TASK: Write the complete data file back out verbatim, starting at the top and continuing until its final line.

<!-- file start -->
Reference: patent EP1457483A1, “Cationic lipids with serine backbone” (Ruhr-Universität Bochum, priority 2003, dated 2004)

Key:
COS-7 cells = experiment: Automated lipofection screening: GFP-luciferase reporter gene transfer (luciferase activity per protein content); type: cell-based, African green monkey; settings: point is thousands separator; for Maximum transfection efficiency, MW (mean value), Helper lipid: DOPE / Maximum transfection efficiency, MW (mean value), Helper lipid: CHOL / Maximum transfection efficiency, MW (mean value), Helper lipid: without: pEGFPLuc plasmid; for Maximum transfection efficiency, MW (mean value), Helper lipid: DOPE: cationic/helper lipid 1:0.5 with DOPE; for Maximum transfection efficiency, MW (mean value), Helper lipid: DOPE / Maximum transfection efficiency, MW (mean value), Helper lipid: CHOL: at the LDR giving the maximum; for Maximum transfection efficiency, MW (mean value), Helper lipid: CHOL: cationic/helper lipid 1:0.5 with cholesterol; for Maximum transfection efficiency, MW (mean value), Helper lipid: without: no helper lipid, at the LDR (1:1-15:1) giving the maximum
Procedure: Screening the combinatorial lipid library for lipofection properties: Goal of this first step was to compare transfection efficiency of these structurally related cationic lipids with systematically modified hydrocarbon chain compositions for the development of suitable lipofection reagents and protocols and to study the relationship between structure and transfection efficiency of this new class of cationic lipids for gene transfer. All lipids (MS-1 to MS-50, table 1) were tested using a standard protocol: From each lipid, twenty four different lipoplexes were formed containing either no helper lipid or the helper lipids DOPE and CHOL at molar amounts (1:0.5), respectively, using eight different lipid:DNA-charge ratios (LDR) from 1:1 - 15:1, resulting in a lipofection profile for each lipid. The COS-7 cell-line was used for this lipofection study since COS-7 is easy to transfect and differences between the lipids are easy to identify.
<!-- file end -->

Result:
Reference: patent EP1457483A1, “Cationic lipids with serine backbone” (Ruhr-Universität Bochum, priority 2003, dated 2004)

Key:
COS-7 cells = experiment: Automated lipofection screening: GFP-luciferase reporter gene transfer (luciferase activity per protein content); type: cell-based, African green monkey; settings: point is thousands separator; for Maximum transfection efficiency, MW (mean value), Helper lipid: DOPE / Maximum transfection efficiency, MW (mean value), Helper lipid: CHOL / Maximum transfection efficiency, MW (mean value), Helper lipid: without: pEGFPLuc plasmid; for Maximum transfection efficiency, MW (mean value), Helper lipid: DOPE: cationic/helper lipid 1:0.5 with DOPE; for Maximum transfection efficiency, MW (mean value), Helper lipid: DOPE / Maximum transfection efficiency, MW (mean value), Helper lipid: CHOL: at the LDR giving the maximum; for Maximum transfection efficiency, MW (mean value), Helper lipid: CHOL: cationic/helper lipid 1:0.5 with cholesterol; for Maximum transfection efficiency, MW (mean value), Helper lipid: without: no helper lipid, at the LDR (1:1-15:1) giving the maximum
Procedure: Screening the combinatorial lipid library for lipofection properties: Goal of this first step was to compare transfection efficiency of these structurally related cationic lipids with systematically modified hydrocarbon chain compositions for the development of suitable lipofection reagents and protocols and to study the relationship between structure and transfection efficiency of this new class of cationic lipids for gene transfer. All lipids (MS-1 to MS-50, table 1) were tested using a standard protocol: From each lipid, twenty four different lipoplexes were formed containing either no helper lipid or the helper lipids DOPE and CHOL at molar amounts (1:0.5), respectively, using eight different lipid:DNA-charge ratios (LDR) from 1:1 - 15:1, resulting in a lipofection profile for each lipid. The COS-7 cell-line was used for this lipofection study since COS-7 is easy to transfect and differences between the lipids are easy to identify.